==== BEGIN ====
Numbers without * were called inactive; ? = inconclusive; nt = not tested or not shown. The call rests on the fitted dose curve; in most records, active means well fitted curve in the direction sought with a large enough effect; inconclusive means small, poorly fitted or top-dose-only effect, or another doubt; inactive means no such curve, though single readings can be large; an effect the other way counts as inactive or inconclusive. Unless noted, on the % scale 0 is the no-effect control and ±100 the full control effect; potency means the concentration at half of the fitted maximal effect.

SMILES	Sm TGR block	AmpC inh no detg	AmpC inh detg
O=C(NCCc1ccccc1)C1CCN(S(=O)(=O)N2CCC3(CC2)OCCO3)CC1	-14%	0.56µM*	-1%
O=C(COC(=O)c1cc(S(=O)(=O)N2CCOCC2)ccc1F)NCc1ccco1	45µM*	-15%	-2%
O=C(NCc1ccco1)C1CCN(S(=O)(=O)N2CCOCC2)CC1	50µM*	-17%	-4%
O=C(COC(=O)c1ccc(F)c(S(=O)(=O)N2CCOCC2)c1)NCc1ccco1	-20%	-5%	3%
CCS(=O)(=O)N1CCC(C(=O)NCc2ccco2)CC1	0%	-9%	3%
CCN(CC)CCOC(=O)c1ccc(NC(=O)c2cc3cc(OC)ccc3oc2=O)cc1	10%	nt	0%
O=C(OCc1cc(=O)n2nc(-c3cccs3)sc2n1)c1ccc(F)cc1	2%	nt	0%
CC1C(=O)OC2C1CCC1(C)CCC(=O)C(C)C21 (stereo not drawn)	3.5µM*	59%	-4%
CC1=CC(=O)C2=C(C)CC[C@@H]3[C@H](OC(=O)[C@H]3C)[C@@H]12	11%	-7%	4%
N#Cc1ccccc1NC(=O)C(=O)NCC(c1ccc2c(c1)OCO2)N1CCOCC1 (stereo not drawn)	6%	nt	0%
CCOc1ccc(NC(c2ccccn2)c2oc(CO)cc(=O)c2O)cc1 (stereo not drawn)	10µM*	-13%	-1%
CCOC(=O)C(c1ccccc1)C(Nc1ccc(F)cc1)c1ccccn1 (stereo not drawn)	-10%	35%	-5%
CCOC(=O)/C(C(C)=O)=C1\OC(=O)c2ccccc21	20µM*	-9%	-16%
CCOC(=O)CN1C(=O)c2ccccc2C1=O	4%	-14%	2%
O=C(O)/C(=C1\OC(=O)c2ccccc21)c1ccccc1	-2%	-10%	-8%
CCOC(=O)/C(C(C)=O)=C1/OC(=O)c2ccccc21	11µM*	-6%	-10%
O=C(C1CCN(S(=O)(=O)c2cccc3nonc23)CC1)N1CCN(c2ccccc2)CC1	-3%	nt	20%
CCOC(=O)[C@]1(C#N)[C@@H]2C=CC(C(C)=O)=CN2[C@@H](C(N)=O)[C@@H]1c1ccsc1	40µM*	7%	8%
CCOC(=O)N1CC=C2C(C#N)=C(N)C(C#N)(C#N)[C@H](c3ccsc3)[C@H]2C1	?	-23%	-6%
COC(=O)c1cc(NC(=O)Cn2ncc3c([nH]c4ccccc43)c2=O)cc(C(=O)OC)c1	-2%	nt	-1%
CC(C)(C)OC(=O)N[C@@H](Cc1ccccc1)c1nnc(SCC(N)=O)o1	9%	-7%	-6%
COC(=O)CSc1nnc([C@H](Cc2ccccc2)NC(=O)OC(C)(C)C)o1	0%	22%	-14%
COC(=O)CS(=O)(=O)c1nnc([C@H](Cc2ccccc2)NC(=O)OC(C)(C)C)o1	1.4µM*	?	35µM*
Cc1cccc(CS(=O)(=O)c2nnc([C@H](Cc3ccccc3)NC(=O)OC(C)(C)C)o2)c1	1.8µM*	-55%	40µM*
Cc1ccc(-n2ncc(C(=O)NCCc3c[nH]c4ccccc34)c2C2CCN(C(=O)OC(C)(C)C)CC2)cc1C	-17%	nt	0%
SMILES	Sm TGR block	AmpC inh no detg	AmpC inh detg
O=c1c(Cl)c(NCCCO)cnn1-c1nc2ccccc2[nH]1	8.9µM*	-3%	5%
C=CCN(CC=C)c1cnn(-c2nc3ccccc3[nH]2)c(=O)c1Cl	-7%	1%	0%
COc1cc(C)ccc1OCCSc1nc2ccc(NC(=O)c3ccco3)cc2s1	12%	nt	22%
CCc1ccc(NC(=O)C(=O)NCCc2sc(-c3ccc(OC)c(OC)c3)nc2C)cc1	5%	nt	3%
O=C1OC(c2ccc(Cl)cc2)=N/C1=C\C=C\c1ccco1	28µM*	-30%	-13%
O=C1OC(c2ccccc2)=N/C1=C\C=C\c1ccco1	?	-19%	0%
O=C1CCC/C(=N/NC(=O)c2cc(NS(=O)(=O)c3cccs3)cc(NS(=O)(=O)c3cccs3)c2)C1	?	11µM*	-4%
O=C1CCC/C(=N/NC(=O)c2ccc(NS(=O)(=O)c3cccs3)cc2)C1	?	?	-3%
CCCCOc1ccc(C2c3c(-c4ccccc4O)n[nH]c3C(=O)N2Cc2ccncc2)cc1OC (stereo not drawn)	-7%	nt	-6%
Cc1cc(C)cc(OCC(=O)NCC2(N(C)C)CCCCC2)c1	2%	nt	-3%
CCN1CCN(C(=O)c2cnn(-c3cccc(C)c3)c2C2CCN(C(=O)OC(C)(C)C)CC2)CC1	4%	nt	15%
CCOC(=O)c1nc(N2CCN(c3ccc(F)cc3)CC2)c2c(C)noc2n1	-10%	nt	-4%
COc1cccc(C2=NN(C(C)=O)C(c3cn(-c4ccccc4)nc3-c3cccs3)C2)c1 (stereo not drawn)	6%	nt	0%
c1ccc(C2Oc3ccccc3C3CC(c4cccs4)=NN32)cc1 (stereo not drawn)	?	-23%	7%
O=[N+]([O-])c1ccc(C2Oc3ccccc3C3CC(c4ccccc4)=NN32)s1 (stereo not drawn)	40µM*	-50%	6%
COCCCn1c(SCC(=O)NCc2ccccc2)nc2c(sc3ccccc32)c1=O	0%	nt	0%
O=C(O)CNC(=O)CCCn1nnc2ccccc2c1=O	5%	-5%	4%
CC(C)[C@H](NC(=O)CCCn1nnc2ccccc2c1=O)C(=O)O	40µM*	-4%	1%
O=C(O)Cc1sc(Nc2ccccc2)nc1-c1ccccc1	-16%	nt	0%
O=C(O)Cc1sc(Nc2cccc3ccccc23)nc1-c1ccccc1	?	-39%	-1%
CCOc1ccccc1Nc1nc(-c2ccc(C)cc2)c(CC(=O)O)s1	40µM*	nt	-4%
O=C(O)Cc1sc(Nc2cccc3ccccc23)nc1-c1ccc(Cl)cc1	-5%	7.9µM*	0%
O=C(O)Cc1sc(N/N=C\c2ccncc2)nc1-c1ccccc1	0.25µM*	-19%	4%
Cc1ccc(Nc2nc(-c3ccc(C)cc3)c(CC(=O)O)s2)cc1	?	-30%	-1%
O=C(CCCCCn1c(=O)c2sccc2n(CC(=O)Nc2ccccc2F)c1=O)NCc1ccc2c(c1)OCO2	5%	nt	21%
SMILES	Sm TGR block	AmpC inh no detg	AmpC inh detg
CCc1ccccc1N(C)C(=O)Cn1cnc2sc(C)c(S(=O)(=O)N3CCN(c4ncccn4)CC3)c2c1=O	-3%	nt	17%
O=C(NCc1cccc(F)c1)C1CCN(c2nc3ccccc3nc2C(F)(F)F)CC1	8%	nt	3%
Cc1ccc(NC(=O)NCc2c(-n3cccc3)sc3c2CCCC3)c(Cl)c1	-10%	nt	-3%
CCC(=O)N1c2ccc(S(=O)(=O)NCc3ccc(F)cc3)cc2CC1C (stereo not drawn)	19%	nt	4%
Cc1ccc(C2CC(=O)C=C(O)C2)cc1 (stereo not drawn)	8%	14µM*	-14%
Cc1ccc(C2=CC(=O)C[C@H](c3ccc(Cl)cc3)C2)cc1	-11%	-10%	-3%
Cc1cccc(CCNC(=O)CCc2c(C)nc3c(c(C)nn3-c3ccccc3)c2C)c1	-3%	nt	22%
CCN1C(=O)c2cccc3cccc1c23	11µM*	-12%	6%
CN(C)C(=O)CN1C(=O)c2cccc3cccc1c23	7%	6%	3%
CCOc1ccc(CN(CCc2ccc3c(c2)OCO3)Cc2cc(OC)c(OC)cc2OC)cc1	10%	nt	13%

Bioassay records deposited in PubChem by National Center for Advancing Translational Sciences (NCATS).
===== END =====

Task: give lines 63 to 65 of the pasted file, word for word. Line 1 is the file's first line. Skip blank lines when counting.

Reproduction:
CN(C)C(=O)CN1C(=O)c2cccc3cccc1c23	7%	6%	3%
CCOc1ccc(CN(CCc2ccc3c(c2)OCO3)Cc2cc(OC)c(OC)cc2OC)cc1	10%	nt	13%

Bioassay records deposited in PubChem by National Center for Advancing Translational Sciences (NCATS).